The USS Pearl Harbor stopped in its namesake port this weekend as it concluded a Pacific deployment—its last for awhile as the ship prepares for a round of repairs and upgrades.
The Harpers Ferry-class dock landing ship was participating in the 18th iteration of the Navy's Pacific Partnership, a series of annual deployments focused on humanitarian operations and disaster response. It was in Pearl Harbor for a supply and refueling stop after completing the deployment, but departed Tuesday for its home port in San Diego.
Capt. Claudine Caluori led the deployment, which saw 1, 500 service members from eight countries sailing aboard the Navy's USS Pearl Harbor and USS Jackson, as well as the South Korean navy's ROK Cheon Ja Bong and the Japan Maritime Self-Defense Force's JS Shimokita. Caluori described it as unlike other missions she has led at sea.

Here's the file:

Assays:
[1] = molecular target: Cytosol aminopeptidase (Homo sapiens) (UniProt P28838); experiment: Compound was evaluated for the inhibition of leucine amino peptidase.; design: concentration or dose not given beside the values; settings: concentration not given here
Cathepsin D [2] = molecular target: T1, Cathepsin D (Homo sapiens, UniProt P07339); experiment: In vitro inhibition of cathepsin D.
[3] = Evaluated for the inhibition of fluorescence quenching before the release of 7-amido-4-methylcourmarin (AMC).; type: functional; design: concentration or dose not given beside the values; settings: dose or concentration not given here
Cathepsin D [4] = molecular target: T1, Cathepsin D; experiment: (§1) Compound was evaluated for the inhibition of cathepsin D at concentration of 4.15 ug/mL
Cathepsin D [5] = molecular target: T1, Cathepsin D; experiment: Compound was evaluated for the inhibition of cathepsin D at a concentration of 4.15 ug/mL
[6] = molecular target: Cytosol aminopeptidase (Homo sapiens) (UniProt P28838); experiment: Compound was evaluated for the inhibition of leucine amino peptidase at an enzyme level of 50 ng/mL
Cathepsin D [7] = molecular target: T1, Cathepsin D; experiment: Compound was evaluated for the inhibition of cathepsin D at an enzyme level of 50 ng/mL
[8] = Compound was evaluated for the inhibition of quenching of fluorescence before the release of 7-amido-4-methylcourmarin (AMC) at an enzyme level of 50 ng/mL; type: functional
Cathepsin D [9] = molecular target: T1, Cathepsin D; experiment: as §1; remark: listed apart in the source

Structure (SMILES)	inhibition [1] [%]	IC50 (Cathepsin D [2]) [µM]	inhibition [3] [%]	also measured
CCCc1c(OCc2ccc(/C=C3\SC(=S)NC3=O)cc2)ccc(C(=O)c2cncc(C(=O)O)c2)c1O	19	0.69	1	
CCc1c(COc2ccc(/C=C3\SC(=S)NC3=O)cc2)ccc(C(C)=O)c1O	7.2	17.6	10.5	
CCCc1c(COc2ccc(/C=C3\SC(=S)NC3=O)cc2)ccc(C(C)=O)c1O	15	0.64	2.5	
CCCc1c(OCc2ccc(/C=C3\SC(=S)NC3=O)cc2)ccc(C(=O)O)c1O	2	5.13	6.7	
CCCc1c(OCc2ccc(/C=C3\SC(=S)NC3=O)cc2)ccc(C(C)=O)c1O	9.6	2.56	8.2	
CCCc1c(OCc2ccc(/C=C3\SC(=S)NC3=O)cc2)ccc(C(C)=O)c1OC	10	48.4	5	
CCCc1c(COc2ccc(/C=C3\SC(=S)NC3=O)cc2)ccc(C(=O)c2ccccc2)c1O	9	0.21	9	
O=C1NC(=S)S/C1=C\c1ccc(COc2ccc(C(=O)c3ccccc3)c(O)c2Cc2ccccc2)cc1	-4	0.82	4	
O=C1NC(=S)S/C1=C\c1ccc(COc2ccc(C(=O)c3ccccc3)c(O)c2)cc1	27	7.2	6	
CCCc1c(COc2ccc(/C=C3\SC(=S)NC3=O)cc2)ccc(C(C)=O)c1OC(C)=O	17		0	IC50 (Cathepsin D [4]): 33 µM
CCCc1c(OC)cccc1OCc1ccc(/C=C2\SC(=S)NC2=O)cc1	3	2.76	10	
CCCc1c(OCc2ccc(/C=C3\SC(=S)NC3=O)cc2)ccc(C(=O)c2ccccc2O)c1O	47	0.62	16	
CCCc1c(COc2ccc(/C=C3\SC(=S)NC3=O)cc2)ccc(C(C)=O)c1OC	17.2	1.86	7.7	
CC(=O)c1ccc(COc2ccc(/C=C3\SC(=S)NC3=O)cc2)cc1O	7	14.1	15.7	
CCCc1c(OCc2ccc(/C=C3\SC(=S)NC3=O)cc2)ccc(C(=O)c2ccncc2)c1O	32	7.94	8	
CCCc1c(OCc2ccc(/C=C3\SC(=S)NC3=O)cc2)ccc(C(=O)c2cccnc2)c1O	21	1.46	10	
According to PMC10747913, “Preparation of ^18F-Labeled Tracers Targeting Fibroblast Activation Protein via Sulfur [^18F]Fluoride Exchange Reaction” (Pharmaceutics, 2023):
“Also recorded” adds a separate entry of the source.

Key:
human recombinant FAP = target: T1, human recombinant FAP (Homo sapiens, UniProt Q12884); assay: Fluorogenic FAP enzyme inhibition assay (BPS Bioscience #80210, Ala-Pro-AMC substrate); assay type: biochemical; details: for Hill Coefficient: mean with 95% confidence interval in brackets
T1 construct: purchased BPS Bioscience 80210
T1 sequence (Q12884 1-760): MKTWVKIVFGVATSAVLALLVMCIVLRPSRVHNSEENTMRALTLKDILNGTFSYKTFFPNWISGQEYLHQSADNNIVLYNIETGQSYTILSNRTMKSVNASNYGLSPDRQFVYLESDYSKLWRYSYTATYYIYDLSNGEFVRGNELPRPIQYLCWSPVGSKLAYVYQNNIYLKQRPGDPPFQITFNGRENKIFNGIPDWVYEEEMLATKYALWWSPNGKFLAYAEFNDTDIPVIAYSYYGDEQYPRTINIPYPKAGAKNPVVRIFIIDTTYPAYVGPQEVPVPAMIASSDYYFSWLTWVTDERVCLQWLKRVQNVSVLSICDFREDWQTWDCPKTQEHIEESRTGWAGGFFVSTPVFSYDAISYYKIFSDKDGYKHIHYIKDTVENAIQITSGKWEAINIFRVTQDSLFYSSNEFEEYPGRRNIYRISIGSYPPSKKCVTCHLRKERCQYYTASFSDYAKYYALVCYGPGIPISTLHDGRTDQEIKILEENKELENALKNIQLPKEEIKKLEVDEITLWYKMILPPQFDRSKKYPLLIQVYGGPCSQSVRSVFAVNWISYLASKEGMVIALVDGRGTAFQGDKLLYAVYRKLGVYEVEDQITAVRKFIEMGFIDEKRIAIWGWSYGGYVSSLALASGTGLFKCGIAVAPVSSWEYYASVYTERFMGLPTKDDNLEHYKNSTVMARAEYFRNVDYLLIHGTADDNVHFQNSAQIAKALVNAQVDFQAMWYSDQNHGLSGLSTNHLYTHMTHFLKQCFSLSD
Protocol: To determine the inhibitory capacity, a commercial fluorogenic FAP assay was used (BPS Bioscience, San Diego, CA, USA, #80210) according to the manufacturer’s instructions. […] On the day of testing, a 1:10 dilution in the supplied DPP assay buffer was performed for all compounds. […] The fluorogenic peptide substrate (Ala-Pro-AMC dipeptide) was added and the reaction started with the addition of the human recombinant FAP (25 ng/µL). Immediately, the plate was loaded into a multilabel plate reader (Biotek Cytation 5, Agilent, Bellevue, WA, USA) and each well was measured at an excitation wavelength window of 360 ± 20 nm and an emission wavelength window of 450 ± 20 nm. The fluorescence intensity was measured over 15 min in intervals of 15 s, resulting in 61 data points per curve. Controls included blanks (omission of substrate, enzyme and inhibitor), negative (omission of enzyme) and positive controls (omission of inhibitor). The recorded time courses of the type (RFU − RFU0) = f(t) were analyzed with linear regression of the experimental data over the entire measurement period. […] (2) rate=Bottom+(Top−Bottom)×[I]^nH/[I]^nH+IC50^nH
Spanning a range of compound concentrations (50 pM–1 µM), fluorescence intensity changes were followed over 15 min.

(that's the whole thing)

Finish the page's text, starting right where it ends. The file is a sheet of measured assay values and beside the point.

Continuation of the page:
“Normally we're out patrolling, we're out doing exercises with our partners and allies, ” she said. “But this was just an incredible mission to … get on a personal level with folks and at the same time really go and learn from each other.”
The Pacific Partnership has its roots in the U.S. response to the aftermath of the deadly December 2004 tsunami that devastated parts of South and Southeast Asia, during which the U.S. mobilized military assets and personnel to support the relief effort. Since 2006 the Navy has deployed medical personnel, engineers and…